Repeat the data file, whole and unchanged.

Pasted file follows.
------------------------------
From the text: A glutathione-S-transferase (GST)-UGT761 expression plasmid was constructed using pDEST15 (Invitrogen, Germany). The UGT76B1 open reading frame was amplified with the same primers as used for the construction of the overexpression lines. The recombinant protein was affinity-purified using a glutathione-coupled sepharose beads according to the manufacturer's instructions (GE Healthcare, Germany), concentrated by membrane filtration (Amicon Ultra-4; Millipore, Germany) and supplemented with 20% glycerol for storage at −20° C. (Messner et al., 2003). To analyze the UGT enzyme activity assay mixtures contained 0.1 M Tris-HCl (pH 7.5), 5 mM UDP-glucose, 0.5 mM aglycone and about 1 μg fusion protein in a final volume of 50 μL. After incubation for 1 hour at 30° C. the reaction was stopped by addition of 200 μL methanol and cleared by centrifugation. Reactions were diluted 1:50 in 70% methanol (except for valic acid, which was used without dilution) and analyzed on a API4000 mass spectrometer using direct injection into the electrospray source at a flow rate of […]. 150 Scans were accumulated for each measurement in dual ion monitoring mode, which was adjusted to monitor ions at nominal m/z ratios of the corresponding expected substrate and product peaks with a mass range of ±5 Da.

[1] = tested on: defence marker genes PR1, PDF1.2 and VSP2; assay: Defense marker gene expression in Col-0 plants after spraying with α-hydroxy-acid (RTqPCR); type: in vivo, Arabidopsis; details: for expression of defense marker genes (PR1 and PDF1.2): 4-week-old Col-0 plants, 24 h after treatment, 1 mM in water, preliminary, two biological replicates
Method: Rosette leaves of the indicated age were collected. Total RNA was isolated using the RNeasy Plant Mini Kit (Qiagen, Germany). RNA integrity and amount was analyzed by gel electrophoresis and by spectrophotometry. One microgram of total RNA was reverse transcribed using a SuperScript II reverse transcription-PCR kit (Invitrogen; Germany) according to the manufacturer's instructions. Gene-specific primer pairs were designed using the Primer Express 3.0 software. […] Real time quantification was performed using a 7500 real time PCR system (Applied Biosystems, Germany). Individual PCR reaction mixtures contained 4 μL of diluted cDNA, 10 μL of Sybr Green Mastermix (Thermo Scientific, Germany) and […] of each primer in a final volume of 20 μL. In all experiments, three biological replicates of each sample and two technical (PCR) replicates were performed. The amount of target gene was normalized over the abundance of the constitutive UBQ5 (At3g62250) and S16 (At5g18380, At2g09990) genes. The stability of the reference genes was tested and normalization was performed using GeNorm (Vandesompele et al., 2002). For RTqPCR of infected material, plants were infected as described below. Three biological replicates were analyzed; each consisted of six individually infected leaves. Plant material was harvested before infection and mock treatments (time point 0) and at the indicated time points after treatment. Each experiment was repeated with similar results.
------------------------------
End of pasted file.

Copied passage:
From the text: A glutathione-S-transferase (GST)-UGT761 expression plasmid was constructed using pDEST15 (Invitrogen, Germany). The UGT76B1 open reading frame was amplified with the same primers as used for the construction of the overexpression lines. The recombinant protein was affinity-purified using a glutathione-coupled sepharose beads according to the manufacturer's instructions (GE Healthcare, Germany), concentrated by membrane filtration (Amicon Ultra-4; Millipore, Germany) and supplemented with 20% glycerol for storage at −20° C. (Messner et al., 2003). To analyze the UGT enzyme activity assay mixtures contained 0.1 M Tris-HCl (pH 7.5), 5 mM UDP-glucose, 0.5 mM aglycone and about 1 μg fusion protein in a final volume of 50 μL. After incubation for 1 hour at 30° C. the reaction was stopped by addition of 200 μL methanol and cleared by centrifugation. Reactions were diluted 1:50 in 70% methanol (except for valic acid, which was used without dilution) and analyzed on a API4000 mass spectrometer using direct injection into the electrospray source at a flow rate of […]. 150 Scans were accumulated for each measurement in dual ion monitoring mode, which was adjusted to monitor ions at nominal m/z ratios of the corresponding expected substrate and product peaks with a mass range of ±5 Da.

[1] = tested on: defence marker genes PR1, PDF1.2 and VSP2; assay: Defense marker gene expression in Col-0 plants after spraying with α-hydroxy-acid (RTqPCR); type: in vivo, Arabidopsis; details: for expression of defense marker genes (PR1 and PDF1.2): 4-week-old Col-0 plants, 24 h after treatment, 1 mM in water, preliminary, two biological replicates
Method: Rosette leaves of the indicated age were collected. Total RNA was isolated using the RNeasy Plant Mini Kit (Qiagen, Germany). RNA integrity and amount was analyzed by gel electrophoresis and by spectrophotometry. One microgram of total RNA was reverse transcribed using a SuperScript II reverse transcription-PCR kit (Invitrogen; Germany) according to the manufacturer's instructions. Gene-specific primer pairs were designed using the Primer Express 3.0 software. […] Real time quantification was performed using a 7500 real time PCR system (Applied Biosystems, Germany). Individual PCR reaction mixtures contained 4 μL of diluted cDNA, 10 μL of Sybr Green Mastermix (Thermo Scientific, Germany) and […] of each primer in a final volume of 20 μL. In all experiments, three biological replicates of each sample and two technical (PCR) replicates were performed. The amount of target gene was normalized over the abundance of the constitutive UBQ5 (At3g62250) and S16 (At5g18380, At2g09990) genes. The stability of the reference genes was tested and normalization was performed using GeNorm (Vandesompele et al., 2002). For RTqPCR of infected material, plants were infected as described below. Three biological replicates were analyzed; each consisted of six individually infected leaves. Plant material was harvested before infection and mock treatments (time point 0) and at the indicated time points after treatment. Each experiment was repeated with similar results.